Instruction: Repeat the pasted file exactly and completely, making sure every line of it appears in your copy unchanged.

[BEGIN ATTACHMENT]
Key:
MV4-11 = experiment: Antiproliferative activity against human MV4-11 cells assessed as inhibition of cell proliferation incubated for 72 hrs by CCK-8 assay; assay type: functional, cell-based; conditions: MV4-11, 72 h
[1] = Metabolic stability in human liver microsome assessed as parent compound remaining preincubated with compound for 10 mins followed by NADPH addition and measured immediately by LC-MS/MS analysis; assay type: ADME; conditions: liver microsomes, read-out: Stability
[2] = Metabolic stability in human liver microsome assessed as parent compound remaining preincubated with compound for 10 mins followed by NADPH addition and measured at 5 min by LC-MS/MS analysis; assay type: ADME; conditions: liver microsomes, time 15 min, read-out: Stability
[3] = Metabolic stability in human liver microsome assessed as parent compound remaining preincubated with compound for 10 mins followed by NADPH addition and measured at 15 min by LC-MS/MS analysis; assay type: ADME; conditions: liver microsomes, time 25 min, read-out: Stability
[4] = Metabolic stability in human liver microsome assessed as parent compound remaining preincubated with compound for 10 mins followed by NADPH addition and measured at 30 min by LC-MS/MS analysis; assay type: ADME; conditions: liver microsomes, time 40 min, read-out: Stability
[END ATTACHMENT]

Key:
MV4-11 = experiment: Antiproliferative activity against human MV4-11 cells assessed as inhibition of cell proliferation incubated for 72 hrs by CCK-8 assay; assay type: functional, cell-based; conditions: MV4-11, 72 h
[1] = Metabolic stability in human liver microsome assessed as parent compound remaining preincubated with compound for 10 mins followed by NADPH addition and measured immediately by LC-MS/MS analysis; assay type: ADME; conditions: liver microsomes, read-out: Stability
[2] = Metabolic stability in human liver microsome assessed as parent compound remaining preincubated with compound for 10 mins followed by NADPH addition and measured at 5 min by LC-MS/MS analysis; assay type: ADME; conditions: liver microsomes, time 15 min, read-out: Stability
[3] = Metabolic stability in human liver microsome assessed as parent compound remaining preincubated with compound for 10 mins followed by NADPH addition and measured at 15 min by LC-MS/MS analysis; assay type: ADME; conditions: liver microsomes, time 25 min, read-out: Stability
[4] = Metabolic stability in human liver microsome assessed as parent compound remaining preincubated with compound for 10 mins followed by NADPH addition and measured at 30 min by LC-MS/MS analysis; assay type: ADME; conditions: liver microsomes, time 40 min, read-out: Stability